“Thank you for showing us the prairie and teaching us about prairies and why we have them,” said a fifth-grader from Osceola after a trip to Wild River State Park. “I had to drag my kids here, and now they won’t stop exploring,” said a dad who participated in an I Can Camp! program with his family. “This is one of the best uses of my tax dollars,” said a mother of three after participating in a canoeing program at Lake Louise State Park.
More people than ever are having positive experiences in nature as a result of Legacy funding for expanded programming at Minnesota state parks and trails. Legacy funding has allowed the Parks and Trails Division to offer more than 2,000 additional interpretive programs annually, with the help of a new Minnesota Naturalist Corps. The Corps provides opportunities for 30 aspiring natural resource professionals to share their passion for the outdoors with key audiences, particularly youth, while gaining valuable job experience working as year-round or seasonal naturalists at Minnesota state parks and trails.
The need to invest in park programs that cater to children was identified in a 2007 Minnesota State Parks Research Report. The research revealed that families would visit state parks and trails if there were programs for children.
“Quite often, what we do as kids becomes what we do as adults,” said Pat Arndt, communications and outreach manager for the Parks and Trails Division. “If parents didn’t grow up camping or fishing or snowshoeing, they might not know how to get started with their own kids. Our naturalists and Naturalist Corps are there to help.”
New programs ranging from geocaching to digital photography to a series of skill-building programs, such as “I Can Camp” and “I Can Climb!” are getting people outdoors in growing numbers and helping to inspire a new generation of outdoor kids.
Participation in interpretive programs totaled 285,620 in 2012, a 37 percent increase since 2008, the year before Legacy funding became available. Legacy-funded programs accounted for 140,614 of those participants – nearly half of the total – in 2012.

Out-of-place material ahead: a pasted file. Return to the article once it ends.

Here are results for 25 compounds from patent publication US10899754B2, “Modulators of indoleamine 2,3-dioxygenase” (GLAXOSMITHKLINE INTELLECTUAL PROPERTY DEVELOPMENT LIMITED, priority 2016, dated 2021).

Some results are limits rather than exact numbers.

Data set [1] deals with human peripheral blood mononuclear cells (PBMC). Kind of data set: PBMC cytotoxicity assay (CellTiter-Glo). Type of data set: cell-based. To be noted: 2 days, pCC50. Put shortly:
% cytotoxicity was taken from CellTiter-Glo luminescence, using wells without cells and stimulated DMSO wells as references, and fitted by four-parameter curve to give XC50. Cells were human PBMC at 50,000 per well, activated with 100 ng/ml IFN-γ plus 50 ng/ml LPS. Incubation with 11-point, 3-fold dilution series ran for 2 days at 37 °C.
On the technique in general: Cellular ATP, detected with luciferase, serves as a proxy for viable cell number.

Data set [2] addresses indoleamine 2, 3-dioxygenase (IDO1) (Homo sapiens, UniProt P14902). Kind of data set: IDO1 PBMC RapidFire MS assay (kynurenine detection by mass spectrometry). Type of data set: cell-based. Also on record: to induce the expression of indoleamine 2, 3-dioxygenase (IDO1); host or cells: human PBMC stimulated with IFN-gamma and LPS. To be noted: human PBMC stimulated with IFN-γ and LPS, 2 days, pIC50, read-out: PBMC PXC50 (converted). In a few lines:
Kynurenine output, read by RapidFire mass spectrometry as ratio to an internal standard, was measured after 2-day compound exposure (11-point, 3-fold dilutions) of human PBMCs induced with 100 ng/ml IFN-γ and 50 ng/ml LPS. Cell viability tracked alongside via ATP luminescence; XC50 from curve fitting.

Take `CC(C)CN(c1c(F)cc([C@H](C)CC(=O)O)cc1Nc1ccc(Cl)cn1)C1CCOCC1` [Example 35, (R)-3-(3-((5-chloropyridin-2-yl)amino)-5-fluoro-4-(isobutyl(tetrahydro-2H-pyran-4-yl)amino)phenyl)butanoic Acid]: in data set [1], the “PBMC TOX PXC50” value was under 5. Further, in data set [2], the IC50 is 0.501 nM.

Interest in the Legacy-funded “I Can!” programs has been especially strong, underscoring the demand for programs that teach basic outdoor skills to beginners. A total of 877 people participated in the overnight I Can Camp! programs in 2012 (up 51 percent since the programs were first offered in 2010), 650 participated in I Can Climb! (up from 562 in 2011) and 260 participated in I Can Paddle! (up from 166 in 2011).
Each region within the state now has archery equipment, purchased with Legacy money. Trained Parks and Trails Division staff can reserve the equipment for Archery in the Parks programs. These programs have proven to be very popular, reaching 8,278 participants during 104 events in 2012, a 46 percent increase from 2011.
“I am really excited about how the Legacy funding has allowed me to get more people out paddling the Minnesota River and tributaries,” said Scott Kudelka, a Parks and Trails Division naturalist who has been doing outreach in the Mankato area. “There is something special about someone who has never been in a canoe before mastering the finer techniques of paddling a river and learning something about its historical, cultural and natural characteristics. Legacy funding has also allowed us to form successful partnerships with a variety of nonprofit organizations, including the New Ulm River Rangers and Minnesota River Valley History Center at Morton to provide a wide range of hands-on education programs for children.”
Find more information about the Minnesota Naturalist Corps. For a list of upcoming programs at Minnesota state parks and trails, visit www.mndnr.gov or contact the DNR Information Center at email@example.com, 651-296-6157, or toll-free 888-646-6367 between 8 a.m. and 4:30 p.m. Monday through Friday.
The programs were funded from the Parks and Trails Fund, created after voters approved the Clean Water, Land and Legacy Amendment in November 2008. The Parks and Trails Fund receives 14.25 percent of the sales tax revenue and may only be spent to support parks and trails of regional or statewide significance.
For more information on the Legacy Amendment, visit www.mndnr.gov/legacy.